7. The stator leads pass from the starter recess along a channel cast into the engine case before exiting on their way to the rectifier. This is why the cover should be removed first, a point we didn’t appreciate during teardown.
  8. With the stator leads properly routed we removed the stock rectifier, which is screwed to the side of the battery case. We had already disconnected its leads: yellow=stator; white/blue=stator; white/red=headlight circuit; red=power.
  9. The stock rectifier (right) and the new combined rectifier/regulator. The stock setup sent one leg of the stator’s output (white/green) directly to the headlight circuit and then to the rectifier (white/red). The new setup directs all three phases of the stator’s output directly to the rectifier/regulator. The white/green and white/red in the wiring harness are simply left unused.
  10. The stock voltage regulator is mounted under the battery box, which must be removed to access the regulator. The yellow lead went to the old regulator and the black ground lead is secured by the front battery box screw.
  11. To remove the battery box, first unscrew the starter solenoid; the right screw secures the solenoid mounting panel to the battery box. Lift the mounting panel up to release it from the battery box and leave it free.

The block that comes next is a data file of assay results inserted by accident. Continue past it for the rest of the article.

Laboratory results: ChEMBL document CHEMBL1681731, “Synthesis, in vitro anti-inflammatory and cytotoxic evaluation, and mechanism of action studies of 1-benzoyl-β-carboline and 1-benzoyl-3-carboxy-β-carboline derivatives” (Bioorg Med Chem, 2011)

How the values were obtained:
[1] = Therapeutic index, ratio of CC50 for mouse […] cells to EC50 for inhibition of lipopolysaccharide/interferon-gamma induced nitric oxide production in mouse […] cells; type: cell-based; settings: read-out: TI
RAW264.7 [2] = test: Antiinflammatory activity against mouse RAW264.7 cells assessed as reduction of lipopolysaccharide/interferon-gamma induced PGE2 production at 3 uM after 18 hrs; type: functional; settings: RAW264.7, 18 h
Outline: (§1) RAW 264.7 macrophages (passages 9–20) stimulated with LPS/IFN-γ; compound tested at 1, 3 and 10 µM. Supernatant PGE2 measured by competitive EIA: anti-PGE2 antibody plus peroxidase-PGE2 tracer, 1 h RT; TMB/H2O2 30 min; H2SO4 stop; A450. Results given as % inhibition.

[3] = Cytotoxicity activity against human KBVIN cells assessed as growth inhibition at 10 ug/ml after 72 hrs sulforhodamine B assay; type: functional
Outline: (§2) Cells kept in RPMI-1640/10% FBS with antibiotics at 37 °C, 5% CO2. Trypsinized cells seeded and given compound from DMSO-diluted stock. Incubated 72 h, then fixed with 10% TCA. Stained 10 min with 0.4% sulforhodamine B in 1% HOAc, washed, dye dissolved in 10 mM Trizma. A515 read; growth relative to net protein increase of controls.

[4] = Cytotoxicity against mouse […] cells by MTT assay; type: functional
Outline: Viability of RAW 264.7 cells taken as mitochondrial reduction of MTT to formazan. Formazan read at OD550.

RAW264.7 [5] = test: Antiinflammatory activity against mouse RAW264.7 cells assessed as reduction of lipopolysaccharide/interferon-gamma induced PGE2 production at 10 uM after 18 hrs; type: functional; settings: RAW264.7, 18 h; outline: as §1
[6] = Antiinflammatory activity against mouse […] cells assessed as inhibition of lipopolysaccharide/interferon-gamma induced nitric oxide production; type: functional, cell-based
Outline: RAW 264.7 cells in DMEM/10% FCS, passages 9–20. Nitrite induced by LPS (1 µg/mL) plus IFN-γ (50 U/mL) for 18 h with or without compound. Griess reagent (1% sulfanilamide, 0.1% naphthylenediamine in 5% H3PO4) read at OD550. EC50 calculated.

12. Remove the three battery box mounting screws, two at the rear and one at the front. Note the two ground straps secured at the front screw, one of which goes to the regulator. Pull the battery box straight up and out.
  13. The battery box removed, with the stock regulator clearly visible. Remove the two screws securing the regulator and remove the regulator.
  14. Using the two Allen-head screws supplied with the new regulator, secure the new regulator in place in the same location as the original, ensuring the leads will exit to the left side once the battery box is installed and with the regulator’s green ground wire securely grounded at one of the mounting screws.
  15. Reinstall the battery box, making sure to secure the ground lead at the front mount. Slip the starter solenoid mounting panel back in place and secure the solenoid and panel to the battery box.
  16. Connect the three leads from the stator to the three yellow leads to the rectifier/regulator. It doesn’t matter which goes where. Connect the red lead from the rectifier/regulator to the red lead from the bike’s wiring harness.
  17. With the new combined rectifier/ regulator installed the white/blue and white/red leads for the lighting circuit are no longer used. We put heatshrink tubing on the exposed bullet connector of the white/blue wire to make sure it was isolated.
  18. Install the Ballistic lithium-ion battery. It’s much smaller and lighter than the original. We used foam blocks to take up space and keep the battery secure. A plastic tool tray sits over the battery, so there’s little risk of it moving vertically. Reconnect the battery.
Published on Aug 8, 2018